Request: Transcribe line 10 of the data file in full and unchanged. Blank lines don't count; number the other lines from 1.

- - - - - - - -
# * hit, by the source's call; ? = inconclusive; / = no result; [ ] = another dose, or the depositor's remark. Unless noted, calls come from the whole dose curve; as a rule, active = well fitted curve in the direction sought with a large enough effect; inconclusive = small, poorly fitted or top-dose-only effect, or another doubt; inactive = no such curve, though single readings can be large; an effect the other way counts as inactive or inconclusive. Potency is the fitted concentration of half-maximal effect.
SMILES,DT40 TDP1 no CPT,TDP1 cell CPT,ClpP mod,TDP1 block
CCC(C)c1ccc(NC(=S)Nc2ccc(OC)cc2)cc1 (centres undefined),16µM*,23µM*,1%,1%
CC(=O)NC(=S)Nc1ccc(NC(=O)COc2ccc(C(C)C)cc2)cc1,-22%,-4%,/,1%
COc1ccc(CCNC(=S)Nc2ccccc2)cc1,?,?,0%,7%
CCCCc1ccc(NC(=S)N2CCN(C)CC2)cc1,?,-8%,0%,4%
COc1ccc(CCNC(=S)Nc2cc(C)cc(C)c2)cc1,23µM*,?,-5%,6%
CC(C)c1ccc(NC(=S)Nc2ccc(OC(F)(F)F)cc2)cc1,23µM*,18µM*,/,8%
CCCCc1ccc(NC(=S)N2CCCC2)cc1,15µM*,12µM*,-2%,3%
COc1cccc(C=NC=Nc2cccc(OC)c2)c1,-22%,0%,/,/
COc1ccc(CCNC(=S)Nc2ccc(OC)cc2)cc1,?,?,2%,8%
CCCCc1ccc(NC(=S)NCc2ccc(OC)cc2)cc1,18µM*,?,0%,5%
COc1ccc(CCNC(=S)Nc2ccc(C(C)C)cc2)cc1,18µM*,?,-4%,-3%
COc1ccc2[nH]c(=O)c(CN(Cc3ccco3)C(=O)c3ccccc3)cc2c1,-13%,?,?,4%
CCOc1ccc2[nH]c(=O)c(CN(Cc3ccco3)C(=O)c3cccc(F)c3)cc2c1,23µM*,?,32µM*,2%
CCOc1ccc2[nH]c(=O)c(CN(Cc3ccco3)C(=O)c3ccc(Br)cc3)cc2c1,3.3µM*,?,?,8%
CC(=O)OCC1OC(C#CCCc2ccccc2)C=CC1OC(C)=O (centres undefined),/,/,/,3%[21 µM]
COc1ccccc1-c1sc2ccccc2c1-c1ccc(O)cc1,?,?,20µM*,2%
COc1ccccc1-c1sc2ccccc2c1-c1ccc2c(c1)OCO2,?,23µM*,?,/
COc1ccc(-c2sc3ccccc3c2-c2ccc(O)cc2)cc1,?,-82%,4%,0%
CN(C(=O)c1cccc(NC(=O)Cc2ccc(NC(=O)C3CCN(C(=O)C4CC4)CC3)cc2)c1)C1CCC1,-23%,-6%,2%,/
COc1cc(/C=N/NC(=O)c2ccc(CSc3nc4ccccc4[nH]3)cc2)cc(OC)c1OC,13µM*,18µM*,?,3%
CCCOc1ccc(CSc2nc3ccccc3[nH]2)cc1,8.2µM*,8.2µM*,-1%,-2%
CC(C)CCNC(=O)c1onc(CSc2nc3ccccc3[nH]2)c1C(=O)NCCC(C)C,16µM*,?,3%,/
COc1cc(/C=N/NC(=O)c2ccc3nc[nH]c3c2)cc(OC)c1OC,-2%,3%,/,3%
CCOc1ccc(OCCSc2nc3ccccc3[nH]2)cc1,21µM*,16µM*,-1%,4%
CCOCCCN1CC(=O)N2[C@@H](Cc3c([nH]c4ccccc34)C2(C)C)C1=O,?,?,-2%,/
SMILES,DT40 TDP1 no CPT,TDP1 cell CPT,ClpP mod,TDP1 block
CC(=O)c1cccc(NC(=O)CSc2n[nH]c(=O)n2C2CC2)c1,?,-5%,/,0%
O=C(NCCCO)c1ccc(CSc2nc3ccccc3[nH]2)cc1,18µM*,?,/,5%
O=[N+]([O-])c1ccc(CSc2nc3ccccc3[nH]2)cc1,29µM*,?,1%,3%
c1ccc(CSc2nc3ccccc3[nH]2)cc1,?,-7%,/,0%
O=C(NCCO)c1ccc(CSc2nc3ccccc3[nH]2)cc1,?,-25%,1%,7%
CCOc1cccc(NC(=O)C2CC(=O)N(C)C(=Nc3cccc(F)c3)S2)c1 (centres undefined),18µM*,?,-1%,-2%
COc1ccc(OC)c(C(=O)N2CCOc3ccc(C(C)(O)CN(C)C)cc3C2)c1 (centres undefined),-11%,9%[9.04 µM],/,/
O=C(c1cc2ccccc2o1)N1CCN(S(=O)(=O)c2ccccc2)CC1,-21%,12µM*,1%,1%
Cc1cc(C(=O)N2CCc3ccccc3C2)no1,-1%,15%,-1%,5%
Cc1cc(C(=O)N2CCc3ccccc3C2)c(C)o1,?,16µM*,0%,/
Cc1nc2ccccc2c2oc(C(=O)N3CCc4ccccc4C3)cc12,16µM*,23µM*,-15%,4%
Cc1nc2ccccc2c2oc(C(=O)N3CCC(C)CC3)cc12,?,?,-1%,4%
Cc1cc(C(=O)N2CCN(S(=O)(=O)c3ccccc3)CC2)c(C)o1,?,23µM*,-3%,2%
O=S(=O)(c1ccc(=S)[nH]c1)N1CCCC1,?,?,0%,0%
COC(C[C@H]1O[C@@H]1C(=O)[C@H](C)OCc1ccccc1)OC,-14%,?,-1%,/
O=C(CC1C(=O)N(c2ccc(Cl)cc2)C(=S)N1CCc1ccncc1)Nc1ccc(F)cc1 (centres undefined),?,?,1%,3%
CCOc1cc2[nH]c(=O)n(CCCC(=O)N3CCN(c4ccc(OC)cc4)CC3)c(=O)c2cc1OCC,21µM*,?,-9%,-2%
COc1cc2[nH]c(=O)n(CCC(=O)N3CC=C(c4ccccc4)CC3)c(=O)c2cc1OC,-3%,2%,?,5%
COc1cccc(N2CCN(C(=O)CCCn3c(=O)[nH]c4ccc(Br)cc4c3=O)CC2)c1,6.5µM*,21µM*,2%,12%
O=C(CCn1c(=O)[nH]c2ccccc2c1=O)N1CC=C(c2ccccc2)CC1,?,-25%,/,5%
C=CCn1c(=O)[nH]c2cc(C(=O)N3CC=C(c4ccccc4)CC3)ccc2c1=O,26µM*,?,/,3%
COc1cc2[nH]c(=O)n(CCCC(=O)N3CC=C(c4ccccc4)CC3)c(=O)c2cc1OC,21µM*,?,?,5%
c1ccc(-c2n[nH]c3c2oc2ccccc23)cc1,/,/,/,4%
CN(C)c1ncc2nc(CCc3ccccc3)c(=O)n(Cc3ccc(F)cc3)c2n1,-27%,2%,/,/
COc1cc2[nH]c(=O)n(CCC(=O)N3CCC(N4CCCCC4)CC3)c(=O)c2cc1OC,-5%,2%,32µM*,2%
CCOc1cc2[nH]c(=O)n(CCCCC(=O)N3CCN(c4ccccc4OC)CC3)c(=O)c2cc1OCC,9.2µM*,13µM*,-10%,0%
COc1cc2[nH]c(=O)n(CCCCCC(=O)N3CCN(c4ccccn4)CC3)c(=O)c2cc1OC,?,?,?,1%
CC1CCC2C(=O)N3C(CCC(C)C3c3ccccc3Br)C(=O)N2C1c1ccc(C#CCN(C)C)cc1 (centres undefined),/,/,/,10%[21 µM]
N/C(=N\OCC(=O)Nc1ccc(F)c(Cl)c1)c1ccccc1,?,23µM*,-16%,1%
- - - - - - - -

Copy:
COc1cccc(C=NC=Nc2cccc(OC)c2)c1,-22%,0%,/,/